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When you lie down to go to sleep after a busy day, do you ever notice that you take a deep, long breath and let it out with a sigh? That’s a great example of a belly breath (fully using your diaphragm). Although it sounds simple to take a deep, cleansing breath, there are many reasons why we don’t or can’t breathe that deeply. A few examples of why we may not be belly breathing on a regular basis: We’ve got a stomach full of food; we’re wearing tight pants; we’re trying to hold our gut in; we’re simply too stressed during the day. These reasons, and more, give us tightness in our belly -- that feeling that doesn’t allow our diaphragm to move easily, and doesn’t support or allow for deeper, efficient breaths. A simple exercise can take care of that though:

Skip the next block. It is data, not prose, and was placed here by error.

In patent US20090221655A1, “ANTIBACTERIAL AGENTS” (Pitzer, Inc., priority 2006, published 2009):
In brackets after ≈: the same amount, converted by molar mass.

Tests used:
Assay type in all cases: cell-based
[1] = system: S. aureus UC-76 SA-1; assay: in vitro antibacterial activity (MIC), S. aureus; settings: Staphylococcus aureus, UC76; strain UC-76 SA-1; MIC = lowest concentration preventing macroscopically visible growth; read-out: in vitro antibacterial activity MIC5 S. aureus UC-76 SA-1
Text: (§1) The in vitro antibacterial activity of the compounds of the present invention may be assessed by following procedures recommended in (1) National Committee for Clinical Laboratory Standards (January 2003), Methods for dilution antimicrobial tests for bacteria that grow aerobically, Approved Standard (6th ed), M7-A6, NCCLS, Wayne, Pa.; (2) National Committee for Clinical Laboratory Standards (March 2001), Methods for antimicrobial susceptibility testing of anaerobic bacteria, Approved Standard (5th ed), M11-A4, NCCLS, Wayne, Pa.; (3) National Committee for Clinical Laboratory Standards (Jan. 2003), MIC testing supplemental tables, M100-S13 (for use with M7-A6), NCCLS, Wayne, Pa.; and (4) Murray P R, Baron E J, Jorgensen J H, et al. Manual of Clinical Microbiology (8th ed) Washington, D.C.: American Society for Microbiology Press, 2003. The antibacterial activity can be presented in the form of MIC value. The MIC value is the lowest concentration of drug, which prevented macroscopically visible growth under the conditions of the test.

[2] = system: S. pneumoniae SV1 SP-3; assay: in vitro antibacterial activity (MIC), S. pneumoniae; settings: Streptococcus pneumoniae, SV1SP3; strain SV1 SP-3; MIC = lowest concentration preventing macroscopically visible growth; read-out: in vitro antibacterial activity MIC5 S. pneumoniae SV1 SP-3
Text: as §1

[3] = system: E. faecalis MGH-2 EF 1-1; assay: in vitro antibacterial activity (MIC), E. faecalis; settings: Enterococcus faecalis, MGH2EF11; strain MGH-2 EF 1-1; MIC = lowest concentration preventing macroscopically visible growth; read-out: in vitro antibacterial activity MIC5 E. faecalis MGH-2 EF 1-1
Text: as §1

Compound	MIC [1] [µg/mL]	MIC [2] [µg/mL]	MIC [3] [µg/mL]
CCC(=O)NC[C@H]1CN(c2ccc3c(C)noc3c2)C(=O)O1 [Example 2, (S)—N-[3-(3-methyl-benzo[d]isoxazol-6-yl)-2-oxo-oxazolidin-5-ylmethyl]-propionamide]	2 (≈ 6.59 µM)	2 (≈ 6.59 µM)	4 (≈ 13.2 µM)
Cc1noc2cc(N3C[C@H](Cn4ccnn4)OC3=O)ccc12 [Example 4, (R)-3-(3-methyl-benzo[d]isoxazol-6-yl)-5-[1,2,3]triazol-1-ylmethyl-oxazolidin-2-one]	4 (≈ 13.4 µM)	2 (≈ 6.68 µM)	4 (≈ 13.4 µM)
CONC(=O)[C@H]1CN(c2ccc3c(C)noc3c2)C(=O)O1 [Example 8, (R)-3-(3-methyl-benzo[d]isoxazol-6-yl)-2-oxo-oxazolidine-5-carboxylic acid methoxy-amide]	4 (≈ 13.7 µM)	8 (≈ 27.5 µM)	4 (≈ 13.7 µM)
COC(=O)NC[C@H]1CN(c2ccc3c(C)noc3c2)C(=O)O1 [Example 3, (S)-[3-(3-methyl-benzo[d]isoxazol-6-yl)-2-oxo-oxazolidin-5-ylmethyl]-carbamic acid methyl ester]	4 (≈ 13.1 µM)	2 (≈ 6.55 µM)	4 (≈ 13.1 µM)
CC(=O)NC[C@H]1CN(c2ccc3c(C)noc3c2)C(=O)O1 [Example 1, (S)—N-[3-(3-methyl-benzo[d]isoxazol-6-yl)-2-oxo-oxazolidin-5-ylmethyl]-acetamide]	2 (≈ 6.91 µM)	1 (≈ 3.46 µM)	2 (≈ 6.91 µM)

Belly Breathing Exercise
Step 1: Try to breathe in and out of your nose; it filters, warms and moisturizes the air.
Step 2: Lie down and make yourself comfortable. Slowly start to relax the muscles in your legs, hips, belly, chest, arms and neck.
Step 3: Start to bring attention to your breath, feeling yourself relax from the inside out. As you relax, inhale and allow your belly to rise; then slowly exhale and allow your belly to fall.
Practice belly breathing twice a day (about 10 breaths each time) for a week or so. Then build up to consciously practicing it more often. It should become second nature with practice.
The Benefits of Breathing Deeply
Breathing this way can help bring better focus and clarity by bridging your mind and body. It can also lower blood pressure and heart and respiratory rates, help to circulate more oxygenated blood throughout your body and release stress.
For more belly breathing and stress-reduction strategies or to read Cleveland Clinic Yoga Therapist Judi Bar's other wellness articles, visit ClevelandClinicWellness.com.